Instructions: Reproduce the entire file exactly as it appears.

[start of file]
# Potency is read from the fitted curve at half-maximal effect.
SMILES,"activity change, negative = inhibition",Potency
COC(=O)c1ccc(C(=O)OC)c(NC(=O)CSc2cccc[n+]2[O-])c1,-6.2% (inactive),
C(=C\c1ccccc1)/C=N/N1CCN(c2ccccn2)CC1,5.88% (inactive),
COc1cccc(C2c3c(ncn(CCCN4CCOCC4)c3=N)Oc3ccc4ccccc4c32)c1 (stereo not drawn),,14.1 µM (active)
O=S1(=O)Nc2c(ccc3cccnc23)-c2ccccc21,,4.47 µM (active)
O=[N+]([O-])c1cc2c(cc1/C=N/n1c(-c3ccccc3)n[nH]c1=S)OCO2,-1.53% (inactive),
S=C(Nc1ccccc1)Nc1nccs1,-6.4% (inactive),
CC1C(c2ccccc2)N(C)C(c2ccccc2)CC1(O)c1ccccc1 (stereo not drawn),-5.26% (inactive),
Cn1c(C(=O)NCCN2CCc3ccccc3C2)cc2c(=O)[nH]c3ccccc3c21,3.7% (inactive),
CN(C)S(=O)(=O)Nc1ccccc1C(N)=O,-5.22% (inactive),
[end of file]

# Potency is read from the fitted curve at half-maximal effect.
SMILES,"activity change, negative = inhibition",Potency
COC(=O)c1ccc(C(=O)OC)c(NC(=O)CSc2cccc[n+]2[O-])c1,-6.2% (inactive),
C(=C\c1ccccc1)/C=N/N1CCN(c2ccccn2)CC1,5.88% (inactive),
COc1cccc(C2c3c(ncn(CCCN4CCOCC4)c3=N)Oc3ccc4ccccc4c32)c1 (stereo not drawn),,14.1 µM (active)
O=S1(=O)Nc2c(ccc3cccnc23)-c2ccccc21,,4.47 µM (active)
O=[N+]([O-])c1cc2c(cc1/C=N/n1c(-c3ccccc3)n[nH]c1=S)OCO2,-1.53% (inactive),
S=C(Nc1ccccc1)Nc1nccs1,-6.4% (inactive),
CC1C(c2ccccc2)N(C)C(c2ccccc2)CC1(O)c1ccccc1 (stereo not drawn),-5.26% (inactive),
Cn1c(C(=O)NCCN2CCc3ccccc3C2)cc2c(=O)[nH]c3ccccc3c21,3.7% (inactive),
CN(C)S(=O)(=O)Nc1ccccc1C(N)=O,-5.22% (inactive),